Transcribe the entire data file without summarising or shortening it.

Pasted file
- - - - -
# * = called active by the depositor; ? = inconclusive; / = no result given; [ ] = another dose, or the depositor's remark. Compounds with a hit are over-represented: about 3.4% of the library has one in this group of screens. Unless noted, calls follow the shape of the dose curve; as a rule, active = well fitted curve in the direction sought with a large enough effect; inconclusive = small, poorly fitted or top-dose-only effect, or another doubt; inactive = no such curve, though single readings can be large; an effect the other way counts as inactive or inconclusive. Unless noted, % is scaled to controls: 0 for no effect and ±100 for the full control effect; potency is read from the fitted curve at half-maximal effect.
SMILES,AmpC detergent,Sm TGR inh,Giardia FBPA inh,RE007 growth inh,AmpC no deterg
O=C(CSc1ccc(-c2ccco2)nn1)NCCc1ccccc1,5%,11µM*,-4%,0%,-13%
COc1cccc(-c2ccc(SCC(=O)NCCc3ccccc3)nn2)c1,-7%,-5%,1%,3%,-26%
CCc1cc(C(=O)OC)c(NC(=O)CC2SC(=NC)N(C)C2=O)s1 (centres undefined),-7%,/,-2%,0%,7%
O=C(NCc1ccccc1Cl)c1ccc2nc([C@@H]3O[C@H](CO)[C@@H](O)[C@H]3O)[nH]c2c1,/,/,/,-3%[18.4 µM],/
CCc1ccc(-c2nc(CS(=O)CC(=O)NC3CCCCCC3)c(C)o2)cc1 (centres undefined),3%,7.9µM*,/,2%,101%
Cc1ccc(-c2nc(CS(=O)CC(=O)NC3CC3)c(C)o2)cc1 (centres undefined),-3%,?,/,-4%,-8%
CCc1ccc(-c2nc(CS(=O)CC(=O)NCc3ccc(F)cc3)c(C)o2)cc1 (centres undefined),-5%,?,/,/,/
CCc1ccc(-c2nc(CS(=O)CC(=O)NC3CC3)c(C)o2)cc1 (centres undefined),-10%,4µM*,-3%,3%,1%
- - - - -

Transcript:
# * = called active by the depositor; ? = inconclusive; / = no result given; [ ] = another dose, or the depositor's remark. Compounds with a hit are over-represented: about 3.4% of the library has one in this group of screens. Unless noted, calls follow the shape of the dose curve; as a rule, active = well fitted curve in the direction sought with a large enough effect; inconclusive = small, poorly fitted or top-dose-only effect, or another doubt; inactive = no such curve, though single readings can be large; an effect the other way counts as inactive or inconclusive. Unless noted, % is scaled to controls: 0 for no effect and ±100 for the full control effect; potency is read from the fitted curve at half-maximal effect.
SMILES,AmpC detergent,Sm TGR inh,Giardia FBPA inh,RE007 growth inh,AmpC no deterg
O=C(CSc1ccc(-c2ccco2)nn1)NCCc1ccccc1,5%,11µM*,-4%,0%,-13%
COc1cccc(-c2ccc(SCC(=O)NCCc3ccccc3)nn2)c1,-7%,-5%,1%,3%,-26%
CCc1cc(C(=O)OC)c(NC(=O)CC2SC(=NC)N(C)C2=O)s1 (centres undefined),-7%,/,-2%,0%,7%
O=C(NCc1ccccc1Cl)c1ccc2nc([C@@H]3O[C@H](CO)[C@@H](O)[C@H]3O)[nH]c2c1,/,/,/,-3%[18.4 µM],/
CCc1ccc(-c2nc(CS(=O)CC(=O)NC3CCCCCC3)c(C)o2)cc1 (centres undefined),3%,7.9µM*,/,2%,101%
Cc1ccc(-c2nc(CS(=O)CC(=O)NC3CC3)c(C)o2)cc1 (centres undefined),-3%,?,/,-4%,-8%
CCc1ccc(-c2nc(CS(=O)CC(=O)NCc3ccc(F)cc3)c(C)o2)cc1 (centres undefined),-5%,?,/,/,/
CCc1ccc(-c2nc(CS(=O)CC(=O)NC3CC3)c(C)o2)cc1 (centres undefined),-10%,4µM*,-3%,3%,1%